“I will take vengeance on Edom by the hand of my people Israel.”
Since most of Ezekiel’s prophecies were executed by Babylon’s army, how was this prophecy fulfilled?
Despite also being descendants of Abraham through Isaac, the people of Edom had demonstrated hatred toward the people of Israel throughout their history. (Ps. 137:7; Am. 1:11)
When Babylonian King Nebuchadnezzar destroyed Jerusalem and took the Jews captive, Edom was apparently an ally of Babylon. (Obad. 1, 7)
Some fifty years later, though, under the new Babylonian King Nabonidus, an army that included Jewish soldiers conquered Edom, thereby fulfilling the aforementioned prophecy. (Insight on the Scriptures, Vol. I. “Edom: Later History and Disappearance.”)
Edom did not survive as a nation. (Obad. 10)
How awe-inspiring it is to see Jehovah’s prophetic justice fulfilled.
“This was the error of Sodom your sister: She and her daughters were proud and had an abundance of food and carefree tranquility; yet they did not support the afflicted and the poor.”
Why was Jerusalem, the Holy City, compared to Sodom?
Sodom had been notorious not only for its immoral practices, which Judeans now surpassed, but also for its hardheartedness. (Eze. 16:47,48,50)
Over a hundred years before Ezekiel, the prophet Isaiah had also compared the inhabitants of Jerusalem to Sodom and Gomorrah, which led to his execution (Isa. 1:10; Isaiah’s Prophecy I: “Let Us Set Matters Straight; footnote)
Jesus, referring to the inhabitants of his day who ignored the signs that he was the messiah, stated: “It will be more endurable for the land of Sodom and Gomorrah on Judgment Day than for that city.” (Matt. 10:11-15)
What about ourselves?
Do we respond to the Bible’s message with pride and hardheartedness?
As Christians, does our moral lifestyle include giving more of ourselves toward those who are spiritually, emotionally and physically in need? (Jas. 1:27)
“[…] You should know for a certainty that I have warned you today that your error will cost you your lives.”
After the Chaldeans took most of the Jews captive, the army chiefs along with the remaining people in the vicinity of Jerusalem asked the prophet to pray on their behalf and find out what God’s will for them was. (Jer. 42:1-3)
Ten days later, Jehovah gave his reply, asking them to remain there and not fear the king of Babylon. (Jer. 42:7,10,11)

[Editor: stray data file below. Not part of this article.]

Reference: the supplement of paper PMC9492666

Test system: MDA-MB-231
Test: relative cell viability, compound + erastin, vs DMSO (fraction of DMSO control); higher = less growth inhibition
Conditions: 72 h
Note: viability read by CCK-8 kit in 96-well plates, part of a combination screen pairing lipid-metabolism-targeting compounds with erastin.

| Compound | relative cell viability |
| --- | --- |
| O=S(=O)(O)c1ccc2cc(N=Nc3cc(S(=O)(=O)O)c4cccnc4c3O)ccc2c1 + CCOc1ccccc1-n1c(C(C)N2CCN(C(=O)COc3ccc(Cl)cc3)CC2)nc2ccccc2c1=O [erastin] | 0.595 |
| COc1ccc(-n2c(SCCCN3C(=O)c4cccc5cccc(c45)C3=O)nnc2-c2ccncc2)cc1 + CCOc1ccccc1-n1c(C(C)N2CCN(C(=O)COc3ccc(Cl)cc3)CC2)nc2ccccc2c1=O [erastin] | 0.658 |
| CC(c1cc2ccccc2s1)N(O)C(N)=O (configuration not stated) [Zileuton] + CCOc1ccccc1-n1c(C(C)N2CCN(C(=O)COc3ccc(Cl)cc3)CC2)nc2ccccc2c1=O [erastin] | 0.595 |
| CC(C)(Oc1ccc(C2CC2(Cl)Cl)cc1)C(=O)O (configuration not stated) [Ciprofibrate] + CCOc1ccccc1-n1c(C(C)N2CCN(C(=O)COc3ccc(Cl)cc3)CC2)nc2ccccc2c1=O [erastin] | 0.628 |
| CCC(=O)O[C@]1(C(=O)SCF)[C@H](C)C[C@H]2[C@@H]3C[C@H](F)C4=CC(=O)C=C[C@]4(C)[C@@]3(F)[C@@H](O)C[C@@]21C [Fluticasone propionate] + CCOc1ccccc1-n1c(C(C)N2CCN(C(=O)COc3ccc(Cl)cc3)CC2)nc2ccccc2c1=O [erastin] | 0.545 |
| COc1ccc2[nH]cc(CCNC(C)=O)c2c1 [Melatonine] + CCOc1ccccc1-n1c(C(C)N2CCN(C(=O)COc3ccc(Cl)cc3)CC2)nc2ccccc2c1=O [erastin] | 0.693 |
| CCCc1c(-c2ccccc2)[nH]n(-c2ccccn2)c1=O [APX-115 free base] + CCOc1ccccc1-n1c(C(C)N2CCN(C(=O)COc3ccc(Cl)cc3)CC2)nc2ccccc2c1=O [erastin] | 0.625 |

But the people had allowed their fear to overcome them and were headstrong about fleeing to Egypt (Jer. 43:4-7)
Eventually, the Chaldeans extended their battles into Egypt, and that remnant did not survive (Jer. 43:10,11)
They were not necessarily evil people.
They mostly consisted of the poorest sector of the population. (Jer. 40:7)
The fact that they first sought out God’s guidance indicates that at least at one point they had the right intention. (Jer. 42:5,6)
But their subsequent decision to ignore Jehovah’s commandment and head on into Egypt without his blessing ended up having tragic consequences.
Today, God warns us that a time is coming in which he will judge all of humanity. (Mark 13:32,33; Acts 17:30,31)
If we were in the habit of praying for his guidance and then ignoring Biblical counsel, we, too, would be falling in an error that will cost us our lives.
“‘We trust in Jehovah our God,’ is he not the one whose high places and altars Hezekiah has removed […]?”
Hezekiah’s father, apostate King Ahaz, had littered Judah with pagan altars and had closed the doors of the temple in Jerusalem. (2 Ch. 28:23-25)
Upon coming to the throne at age 25, Hezekiah reinstated divine worship according to Mosaic Law, celebrated a Passover to which even people from the northern tribes of Israel attended, and reorganized the Levite priesthood. (2 Ch. 29:1-5; 30:1-5)
The “high places and altars” Hezekiah had removed were not places of worship to his God, Jehovah, but to pagan deities.